The plan calls for higher taxes on high-income earners and increased prescription drug negotiations. The federal budget proposal of President Joe Biden will include an increase in Medicare taxes for individuals earning more than $400,000 per year and an expansion and acceleration of prescription drug price negotiations. According to the White House, these changes will ensure that the health insurance program for older Americans remains solvent for at least 25 years.
The budget, published on March 9, also proposes capping Medicare Part D monthly co-payments for generic drugs used to treat chronic conditions at $2. The White House fact sheet indicates that this maximum may include hypertension and high cholesterol.
The president’s annual budget outlines the administration’s fiscal priorities and is sent to Congress, which controls the nation’s finances. In his February State of the Union address, Vice President Biden vowed to unveil a plan to extend Medicare’s solvency. In the proposed budget, Medicare would be strengthened without benefit cuts, and costs would be reduced for recipients.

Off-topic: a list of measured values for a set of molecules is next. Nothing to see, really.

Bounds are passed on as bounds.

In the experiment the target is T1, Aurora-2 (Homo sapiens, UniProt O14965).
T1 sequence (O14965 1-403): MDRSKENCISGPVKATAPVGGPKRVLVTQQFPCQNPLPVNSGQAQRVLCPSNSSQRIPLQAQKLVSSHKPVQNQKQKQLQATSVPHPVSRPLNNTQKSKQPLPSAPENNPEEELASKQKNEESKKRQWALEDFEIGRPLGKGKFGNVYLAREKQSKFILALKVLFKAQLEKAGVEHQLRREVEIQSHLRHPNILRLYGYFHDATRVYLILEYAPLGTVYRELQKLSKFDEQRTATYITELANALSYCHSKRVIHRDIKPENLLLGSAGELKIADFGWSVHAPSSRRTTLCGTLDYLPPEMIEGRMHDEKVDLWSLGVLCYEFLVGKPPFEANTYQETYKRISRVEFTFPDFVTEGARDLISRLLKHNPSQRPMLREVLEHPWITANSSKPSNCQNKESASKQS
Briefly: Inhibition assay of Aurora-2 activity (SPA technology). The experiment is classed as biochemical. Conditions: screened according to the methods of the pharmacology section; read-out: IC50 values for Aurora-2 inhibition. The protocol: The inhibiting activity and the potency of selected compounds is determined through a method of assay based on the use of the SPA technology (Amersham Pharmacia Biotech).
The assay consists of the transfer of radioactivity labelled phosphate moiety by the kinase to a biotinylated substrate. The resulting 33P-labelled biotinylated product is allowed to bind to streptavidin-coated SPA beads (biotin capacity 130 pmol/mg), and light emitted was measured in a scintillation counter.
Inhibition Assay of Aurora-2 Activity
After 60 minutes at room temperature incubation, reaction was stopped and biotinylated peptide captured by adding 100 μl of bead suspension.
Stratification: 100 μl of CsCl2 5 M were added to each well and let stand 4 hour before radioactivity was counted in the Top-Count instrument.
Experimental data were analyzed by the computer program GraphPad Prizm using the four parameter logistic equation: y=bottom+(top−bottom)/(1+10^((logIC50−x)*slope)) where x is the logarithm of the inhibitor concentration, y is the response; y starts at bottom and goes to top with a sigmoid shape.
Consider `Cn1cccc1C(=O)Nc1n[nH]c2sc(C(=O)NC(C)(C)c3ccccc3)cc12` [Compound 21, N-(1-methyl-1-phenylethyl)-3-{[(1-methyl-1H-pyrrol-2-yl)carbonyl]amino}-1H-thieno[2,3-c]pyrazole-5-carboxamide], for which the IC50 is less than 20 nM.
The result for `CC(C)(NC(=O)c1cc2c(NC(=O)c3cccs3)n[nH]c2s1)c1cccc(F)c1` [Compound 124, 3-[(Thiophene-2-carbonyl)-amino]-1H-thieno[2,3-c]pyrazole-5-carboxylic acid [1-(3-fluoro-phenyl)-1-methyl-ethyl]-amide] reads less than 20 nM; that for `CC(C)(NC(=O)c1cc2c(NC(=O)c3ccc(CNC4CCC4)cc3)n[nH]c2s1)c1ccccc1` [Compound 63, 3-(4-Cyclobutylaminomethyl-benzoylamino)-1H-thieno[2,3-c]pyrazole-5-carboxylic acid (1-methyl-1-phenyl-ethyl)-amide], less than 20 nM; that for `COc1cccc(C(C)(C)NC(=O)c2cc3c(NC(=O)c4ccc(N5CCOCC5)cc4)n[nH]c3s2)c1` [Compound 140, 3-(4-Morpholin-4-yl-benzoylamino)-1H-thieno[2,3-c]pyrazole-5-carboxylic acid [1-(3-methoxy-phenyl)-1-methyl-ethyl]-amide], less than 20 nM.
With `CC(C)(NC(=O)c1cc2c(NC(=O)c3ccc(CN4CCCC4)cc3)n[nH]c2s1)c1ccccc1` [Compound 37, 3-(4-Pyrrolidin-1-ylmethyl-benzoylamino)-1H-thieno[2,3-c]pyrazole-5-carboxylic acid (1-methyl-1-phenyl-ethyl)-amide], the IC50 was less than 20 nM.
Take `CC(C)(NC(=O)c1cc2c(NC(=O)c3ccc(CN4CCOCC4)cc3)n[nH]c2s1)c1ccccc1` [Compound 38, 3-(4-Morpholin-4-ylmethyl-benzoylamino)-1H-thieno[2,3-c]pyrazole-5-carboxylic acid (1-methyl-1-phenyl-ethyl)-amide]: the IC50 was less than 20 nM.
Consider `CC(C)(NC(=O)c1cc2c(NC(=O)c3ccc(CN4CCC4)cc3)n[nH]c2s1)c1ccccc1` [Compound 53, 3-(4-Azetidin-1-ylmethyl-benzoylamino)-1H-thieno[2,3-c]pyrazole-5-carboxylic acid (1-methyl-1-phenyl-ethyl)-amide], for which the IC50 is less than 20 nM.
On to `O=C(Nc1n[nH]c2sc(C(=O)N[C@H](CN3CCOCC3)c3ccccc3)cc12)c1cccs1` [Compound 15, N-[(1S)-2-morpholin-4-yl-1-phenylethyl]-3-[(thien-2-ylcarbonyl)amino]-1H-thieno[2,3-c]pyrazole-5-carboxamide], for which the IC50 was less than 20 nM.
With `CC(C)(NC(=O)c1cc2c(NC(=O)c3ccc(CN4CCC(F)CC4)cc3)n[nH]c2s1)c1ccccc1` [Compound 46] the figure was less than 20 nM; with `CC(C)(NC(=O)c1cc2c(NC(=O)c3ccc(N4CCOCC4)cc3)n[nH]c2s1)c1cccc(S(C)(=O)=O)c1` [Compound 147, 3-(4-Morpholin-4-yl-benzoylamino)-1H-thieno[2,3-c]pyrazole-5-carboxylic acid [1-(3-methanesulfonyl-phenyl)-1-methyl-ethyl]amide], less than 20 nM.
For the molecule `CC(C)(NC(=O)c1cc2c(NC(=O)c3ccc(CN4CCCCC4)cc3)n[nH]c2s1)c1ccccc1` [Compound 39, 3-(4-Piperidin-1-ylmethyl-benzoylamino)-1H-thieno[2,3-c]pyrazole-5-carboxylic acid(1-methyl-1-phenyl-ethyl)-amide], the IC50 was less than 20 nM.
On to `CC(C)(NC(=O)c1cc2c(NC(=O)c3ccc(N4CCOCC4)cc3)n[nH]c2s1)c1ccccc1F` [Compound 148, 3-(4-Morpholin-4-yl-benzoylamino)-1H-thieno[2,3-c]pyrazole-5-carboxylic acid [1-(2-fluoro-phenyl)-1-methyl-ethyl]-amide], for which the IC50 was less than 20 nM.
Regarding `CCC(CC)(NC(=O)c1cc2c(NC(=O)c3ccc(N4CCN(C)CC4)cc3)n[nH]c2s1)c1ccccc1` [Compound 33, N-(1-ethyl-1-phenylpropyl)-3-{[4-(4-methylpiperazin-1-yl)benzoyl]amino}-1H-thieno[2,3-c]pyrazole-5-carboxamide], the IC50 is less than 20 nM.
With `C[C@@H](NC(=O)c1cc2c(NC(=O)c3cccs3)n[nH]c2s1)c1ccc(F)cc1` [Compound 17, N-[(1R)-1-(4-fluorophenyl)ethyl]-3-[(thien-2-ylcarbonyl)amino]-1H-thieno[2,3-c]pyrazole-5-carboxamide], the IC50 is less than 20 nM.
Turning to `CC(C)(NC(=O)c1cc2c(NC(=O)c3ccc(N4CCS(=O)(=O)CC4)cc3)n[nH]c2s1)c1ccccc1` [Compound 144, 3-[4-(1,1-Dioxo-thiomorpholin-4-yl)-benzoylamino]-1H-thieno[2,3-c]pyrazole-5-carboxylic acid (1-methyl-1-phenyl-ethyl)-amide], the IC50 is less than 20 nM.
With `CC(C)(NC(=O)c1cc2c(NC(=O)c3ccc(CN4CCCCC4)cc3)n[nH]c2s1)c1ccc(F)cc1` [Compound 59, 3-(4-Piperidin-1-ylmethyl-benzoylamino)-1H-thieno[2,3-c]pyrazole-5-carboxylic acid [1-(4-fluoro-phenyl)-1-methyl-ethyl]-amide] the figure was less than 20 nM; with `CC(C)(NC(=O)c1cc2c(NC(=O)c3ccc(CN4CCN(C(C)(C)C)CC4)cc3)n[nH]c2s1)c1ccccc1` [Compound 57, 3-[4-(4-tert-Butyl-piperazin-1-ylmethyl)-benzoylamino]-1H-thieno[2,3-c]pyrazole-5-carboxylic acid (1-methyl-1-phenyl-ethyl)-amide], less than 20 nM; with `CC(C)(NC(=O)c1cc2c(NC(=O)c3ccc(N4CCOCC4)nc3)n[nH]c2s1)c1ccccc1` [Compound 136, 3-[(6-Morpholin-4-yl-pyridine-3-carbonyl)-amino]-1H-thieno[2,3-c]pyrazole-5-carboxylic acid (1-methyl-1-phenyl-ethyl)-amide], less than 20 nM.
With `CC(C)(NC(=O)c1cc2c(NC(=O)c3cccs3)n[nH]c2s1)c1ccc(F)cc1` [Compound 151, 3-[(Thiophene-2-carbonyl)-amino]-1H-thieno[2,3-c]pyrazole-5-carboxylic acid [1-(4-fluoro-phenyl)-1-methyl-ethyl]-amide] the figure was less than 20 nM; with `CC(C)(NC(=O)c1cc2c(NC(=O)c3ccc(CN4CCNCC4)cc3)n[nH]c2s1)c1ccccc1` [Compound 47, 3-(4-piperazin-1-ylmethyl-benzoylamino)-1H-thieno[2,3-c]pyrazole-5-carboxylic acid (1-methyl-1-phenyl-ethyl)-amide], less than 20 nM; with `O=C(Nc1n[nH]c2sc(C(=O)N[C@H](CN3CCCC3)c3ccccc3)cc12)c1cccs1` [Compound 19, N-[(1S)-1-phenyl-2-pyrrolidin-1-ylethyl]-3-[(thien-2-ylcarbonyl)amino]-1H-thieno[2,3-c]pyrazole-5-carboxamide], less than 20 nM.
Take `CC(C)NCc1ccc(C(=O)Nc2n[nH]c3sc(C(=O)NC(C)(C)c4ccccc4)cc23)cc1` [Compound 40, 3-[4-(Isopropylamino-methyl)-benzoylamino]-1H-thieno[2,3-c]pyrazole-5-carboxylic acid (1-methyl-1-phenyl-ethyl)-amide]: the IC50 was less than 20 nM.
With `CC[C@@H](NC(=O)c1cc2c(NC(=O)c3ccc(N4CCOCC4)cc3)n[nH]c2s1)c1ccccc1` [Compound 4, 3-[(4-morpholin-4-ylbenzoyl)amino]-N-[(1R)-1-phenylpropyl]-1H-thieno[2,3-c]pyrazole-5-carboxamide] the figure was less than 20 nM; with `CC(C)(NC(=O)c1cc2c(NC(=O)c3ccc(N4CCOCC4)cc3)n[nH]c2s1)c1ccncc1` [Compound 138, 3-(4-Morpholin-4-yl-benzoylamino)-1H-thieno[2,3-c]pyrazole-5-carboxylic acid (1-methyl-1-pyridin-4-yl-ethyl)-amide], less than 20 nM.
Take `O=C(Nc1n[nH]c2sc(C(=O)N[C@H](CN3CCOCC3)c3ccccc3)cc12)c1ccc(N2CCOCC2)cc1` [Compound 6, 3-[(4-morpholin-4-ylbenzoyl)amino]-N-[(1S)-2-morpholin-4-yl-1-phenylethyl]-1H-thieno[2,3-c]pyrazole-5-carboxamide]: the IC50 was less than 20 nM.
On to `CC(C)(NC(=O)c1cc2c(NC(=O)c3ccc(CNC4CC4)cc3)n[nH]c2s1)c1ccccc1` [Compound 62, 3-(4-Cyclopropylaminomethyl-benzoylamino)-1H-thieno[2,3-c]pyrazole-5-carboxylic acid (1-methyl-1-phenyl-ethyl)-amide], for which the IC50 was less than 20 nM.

Nancy LeaMond, executive vice president of AARP and chief advocacy and engagement officer, said their members want Medicare to remain strong and accessible. AARP welcomes proposals to lower medication prices, strengthen the Medicare trust fund, and protect the benefits of millions of Americans, according to LeaMond.
Negotiations for prescription drugs to be extended
Under the Inflation Reduction Act of 2022, ten of the most frequently used and expensive brand-name drugs covered by Medicare Part D will be selected for negotiations with drug manufacturers. The mechanism for negotiating prices is currently being developed, and the first ten selected medications will be made public by September. The anticipated price reductions for these medications will take effect in 2026. More pharmaceuticals would be subject to negotiations each year under the new law.
As part of his budget, Biden asks Congress to allow Medicare to negotiate prices for more drugs and to begin negotiations sooner than under current law. Typically, a drug can only be negotiated after it has been on the market for seven years and biologics for eleven years. The budget does not specify how long a drug must be on the Food and Drug Administration’s approved list before it can be negotiated or how many additional drugs will be negotiated.
According to the White House plan, the budget’s expansion of Medicare prescription negotiations will reduce beneficiaries’ out-of-pocket expenses by billions of dollars.
The law requires pharmaceutical companies to reimburse Medicare for price increases for prescription drugs that exceed the inflation rate. The proposed budget would expand this regulation to include commercial insurance policies.